Commercial trucks play an important role in society. Whether purchasing food from the grocery store or clothes at the mall, you rely on big trucks like tractor-trailers and 18-wheelers almost every day. Unfortunately, these trucks also pose a serious threat to your safety. Trucking accidents are a well-known hazard for drivers and passengers alike.
The safety challenges associated with big trucks can be even more destructive in poor weather conditions. We’ll cover the risks associated with icy roads, the factors that affect big rigs in winter, driving safety tips, and the injuries that can occur in ice-related crashes. If you have suffered injuries and damages in a collision involving a tractor trailer, a truck accident lawyer may be able to help you.
Common Factors in Trucking Accidents
It is helpful to first understand the dangers associated with large trucks even in good weather. The average fully loaded commercial truck weighs as much as 30 times more than a passenger vehicle. The sheer force of such a large and heavy vehicle compared to the average car means that most truck accidents have severe or even fatal outcomes.
Weight is not the only reason that driving next to a truck is dangerous. You’ll also want to keep the following in mind when you are sharing the road with big trucks:
- Braking Time – Big trucks typically take much longer to come to a complete stop.
- Hours of Service and Fatigue – Federal hours-of-service regulations allow truck drivers to spend upwards of 11 hours behind the wheel, so driver fatigue is common.
- Defective Equipment – Trucking companies that do not perform regular maintenance are more likely to still use trucks with defective, faulty, or broken equipment.
- Truck Underride – In a collision, passenger vehicles can slide underneath trucks without underride guards.
Types of truck accidents can vary wildly, too. Rear-end collisions, rollovers, wide turns, and accidents caused by jackknifing can happen at any time.
Navigating Icy Roads in a Big Truck
Icy roads are one of the biggest concerns during inclement winter weather. In the United States alone, around 116,800 people suffer injuries in winter weather car crashes every year. This includes icy, slushy, or snowy conditions.
Unlike snow, ice is much harder to spot from behind the wheel of a vehicle. Ice can also be present in patches rather than covering the whole road, catching drivers off guard and giving them little time to react. Truck drivers should always exercise caution when the weather conditions are right for ice, even when the roads do not look slippery.
Although losing control on ice can happen under virtually any circumstances, applying the brakes is one of the most common catalysts. Truck drivers can minimize the risk of causing an accident when trying to brake in icy weather conditions by slowing down, maintaining distance from other vehicles, and slowly braking for things like traffic lights and stop signs.
It is also helpful to understand when and in what conditions ice might form on roads. Here are just a few factors that play a role in icy conditions:
- Temperature – Ice can form when the temperature is 32°
- Time of Day – Even if the high temperature for the day is forecast to be higher than 32°, you can still encounter icy conditions in the early and later parts of the day when the temperature is naturally cooler.
- Type of Road – Bridges, interstate overpasses, and elevated roadways tend to ice over before other types of roads.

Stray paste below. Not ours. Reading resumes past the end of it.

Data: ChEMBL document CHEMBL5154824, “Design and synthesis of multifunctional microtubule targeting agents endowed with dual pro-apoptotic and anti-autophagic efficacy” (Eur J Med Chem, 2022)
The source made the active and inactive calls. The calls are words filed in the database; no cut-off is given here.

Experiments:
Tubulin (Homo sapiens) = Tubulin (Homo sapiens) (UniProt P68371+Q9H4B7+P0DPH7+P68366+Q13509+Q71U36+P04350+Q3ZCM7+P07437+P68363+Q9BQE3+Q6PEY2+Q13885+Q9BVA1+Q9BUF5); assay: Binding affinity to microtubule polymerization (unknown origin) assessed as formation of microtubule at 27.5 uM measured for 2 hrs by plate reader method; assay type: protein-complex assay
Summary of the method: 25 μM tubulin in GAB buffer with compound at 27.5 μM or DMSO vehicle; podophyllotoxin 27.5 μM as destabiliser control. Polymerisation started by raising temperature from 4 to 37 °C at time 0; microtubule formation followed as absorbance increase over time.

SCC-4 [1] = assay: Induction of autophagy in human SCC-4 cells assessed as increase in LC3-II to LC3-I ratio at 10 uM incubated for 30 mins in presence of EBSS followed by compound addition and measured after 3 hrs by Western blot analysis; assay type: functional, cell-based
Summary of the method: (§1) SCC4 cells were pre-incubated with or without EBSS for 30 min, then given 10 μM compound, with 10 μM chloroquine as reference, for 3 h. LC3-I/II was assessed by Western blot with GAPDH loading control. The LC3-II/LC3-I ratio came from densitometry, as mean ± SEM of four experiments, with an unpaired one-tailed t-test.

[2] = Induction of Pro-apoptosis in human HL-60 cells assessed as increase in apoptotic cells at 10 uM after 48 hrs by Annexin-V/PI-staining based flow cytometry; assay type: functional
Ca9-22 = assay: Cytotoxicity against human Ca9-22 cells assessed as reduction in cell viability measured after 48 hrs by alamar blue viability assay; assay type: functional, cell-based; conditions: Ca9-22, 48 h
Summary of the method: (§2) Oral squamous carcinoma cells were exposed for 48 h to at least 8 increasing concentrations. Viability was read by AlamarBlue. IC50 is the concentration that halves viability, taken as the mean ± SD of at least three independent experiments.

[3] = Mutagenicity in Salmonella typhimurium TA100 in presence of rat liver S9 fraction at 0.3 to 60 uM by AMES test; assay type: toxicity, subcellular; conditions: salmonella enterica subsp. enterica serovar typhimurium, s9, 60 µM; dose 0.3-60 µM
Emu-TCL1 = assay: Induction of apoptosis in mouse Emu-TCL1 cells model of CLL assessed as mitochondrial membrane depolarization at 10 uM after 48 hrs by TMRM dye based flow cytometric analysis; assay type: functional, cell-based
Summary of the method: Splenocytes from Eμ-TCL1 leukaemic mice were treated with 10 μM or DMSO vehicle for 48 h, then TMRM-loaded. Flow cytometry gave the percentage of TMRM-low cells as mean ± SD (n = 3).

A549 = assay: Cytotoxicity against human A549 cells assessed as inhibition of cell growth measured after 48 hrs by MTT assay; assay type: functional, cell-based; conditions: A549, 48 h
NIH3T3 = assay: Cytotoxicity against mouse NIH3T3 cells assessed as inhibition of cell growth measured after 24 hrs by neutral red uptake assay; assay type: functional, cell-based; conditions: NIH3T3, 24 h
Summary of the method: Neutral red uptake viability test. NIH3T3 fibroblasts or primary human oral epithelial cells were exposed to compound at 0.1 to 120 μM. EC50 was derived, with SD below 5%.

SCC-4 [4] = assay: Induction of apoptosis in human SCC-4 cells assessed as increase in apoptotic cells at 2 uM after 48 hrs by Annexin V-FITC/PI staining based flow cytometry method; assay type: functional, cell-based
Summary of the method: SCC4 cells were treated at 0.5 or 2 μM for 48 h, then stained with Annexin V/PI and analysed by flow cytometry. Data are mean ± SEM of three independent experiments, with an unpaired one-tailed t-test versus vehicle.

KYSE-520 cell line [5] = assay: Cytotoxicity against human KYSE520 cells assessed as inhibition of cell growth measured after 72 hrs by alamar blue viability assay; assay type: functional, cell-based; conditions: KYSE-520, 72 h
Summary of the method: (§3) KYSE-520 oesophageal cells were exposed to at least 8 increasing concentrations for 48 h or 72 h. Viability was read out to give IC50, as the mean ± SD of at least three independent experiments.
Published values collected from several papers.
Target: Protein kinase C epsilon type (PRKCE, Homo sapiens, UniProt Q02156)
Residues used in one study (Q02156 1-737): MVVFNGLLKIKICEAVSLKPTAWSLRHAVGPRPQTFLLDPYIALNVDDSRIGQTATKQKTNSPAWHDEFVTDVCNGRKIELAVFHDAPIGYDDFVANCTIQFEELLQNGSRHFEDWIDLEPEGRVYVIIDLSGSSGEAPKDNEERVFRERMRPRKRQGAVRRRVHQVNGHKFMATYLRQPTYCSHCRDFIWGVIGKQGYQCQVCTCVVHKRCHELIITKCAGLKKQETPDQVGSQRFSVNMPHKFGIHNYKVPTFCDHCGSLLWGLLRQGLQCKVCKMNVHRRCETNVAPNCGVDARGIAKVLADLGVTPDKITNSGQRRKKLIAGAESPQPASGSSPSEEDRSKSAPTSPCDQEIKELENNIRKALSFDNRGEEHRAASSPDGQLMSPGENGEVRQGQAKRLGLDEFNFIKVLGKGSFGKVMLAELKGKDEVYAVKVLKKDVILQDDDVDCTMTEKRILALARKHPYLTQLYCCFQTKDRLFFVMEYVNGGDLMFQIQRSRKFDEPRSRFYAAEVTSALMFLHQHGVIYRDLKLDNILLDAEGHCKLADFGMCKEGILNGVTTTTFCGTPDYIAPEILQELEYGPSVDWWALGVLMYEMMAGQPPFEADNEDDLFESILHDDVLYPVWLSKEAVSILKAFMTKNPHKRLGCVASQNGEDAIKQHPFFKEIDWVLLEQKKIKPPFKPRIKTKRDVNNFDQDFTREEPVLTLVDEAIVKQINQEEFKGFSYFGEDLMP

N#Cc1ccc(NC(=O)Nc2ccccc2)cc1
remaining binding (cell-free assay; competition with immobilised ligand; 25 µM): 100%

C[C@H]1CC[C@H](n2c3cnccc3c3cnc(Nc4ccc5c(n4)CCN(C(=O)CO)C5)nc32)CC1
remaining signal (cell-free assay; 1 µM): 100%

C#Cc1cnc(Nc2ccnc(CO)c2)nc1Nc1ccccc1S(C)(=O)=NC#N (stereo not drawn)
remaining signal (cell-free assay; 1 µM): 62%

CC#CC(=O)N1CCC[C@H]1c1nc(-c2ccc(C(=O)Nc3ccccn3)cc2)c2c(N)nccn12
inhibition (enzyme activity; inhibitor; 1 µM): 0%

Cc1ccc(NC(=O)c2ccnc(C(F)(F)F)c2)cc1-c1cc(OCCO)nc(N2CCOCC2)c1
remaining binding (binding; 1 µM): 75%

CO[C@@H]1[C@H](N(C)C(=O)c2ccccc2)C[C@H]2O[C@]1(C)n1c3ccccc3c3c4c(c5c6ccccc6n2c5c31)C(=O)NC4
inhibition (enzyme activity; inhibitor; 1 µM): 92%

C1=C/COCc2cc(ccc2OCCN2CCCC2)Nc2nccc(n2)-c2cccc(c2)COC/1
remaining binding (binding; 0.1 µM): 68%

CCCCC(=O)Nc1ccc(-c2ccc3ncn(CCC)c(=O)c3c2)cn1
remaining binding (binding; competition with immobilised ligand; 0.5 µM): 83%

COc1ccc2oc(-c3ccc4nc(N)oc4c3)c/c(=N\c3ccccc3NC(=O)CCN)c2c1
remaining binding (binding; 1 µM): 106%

Being aware of these factors also means being aware of when it is time to pull over. Truck drivers should always be willing to pull over and wait out poor weather conditions until they can safely travel on roads again.
How To Drive Safely Near Trucks on Icy Roads
One of the best ways to share roads with big trucks in icy conditions is to keep your distance. If the flow of traffic does not allow you to maintain a safe distance, you should not engage in risky driving behaviors to try to get away. Remember, commercial trucks take even longer to brake on icy roads, so cutting one off could cause a rear-end collision.
A better approach is to slow down and maintain awareness of what is going on around you. If you are next to a tractor trailer and can’t get away, do your best to avoid driving in its blind spots, near its axles, or between it and another truck.
If possible, it might be better to take an alternate route to avoid big trucks altogether.
Types of Injuries Associated With Icy Road Truck Accidents
Those who are fortunate enough to survive a truck accident often still have an uphill road to recovery. Injuries associated with big trucks are often severe, and may include:
- Soft Tissue Injuries – These occur in the soft tissues of the body, including ligaments, muscles, and tendons.
- Head Injuries – Among the most serious of accident injuries, concussions and other traumatic brain injuries fall under this umbrella.
- Neck Injuries – Whiplash is probably the most well-known example of a car accident neck injury and may cause lasting pain.
- Broken Bones – The limbs are especially vulnerable to broken bone injuries, although broken ribs are also a possibility.
Getting the help you need to recover from a truck accident should not cause any further harm in your life. Sadly, many insurance companies prioritize their own bottom lines over the health and well-being of injury victims. If you are unsure of how to proceed after your own winter weather accident, know that you are not alone. At McMath Woods P.A., you can schedule a free consultation with a Little Rock truck accident attorney to find out more about your options.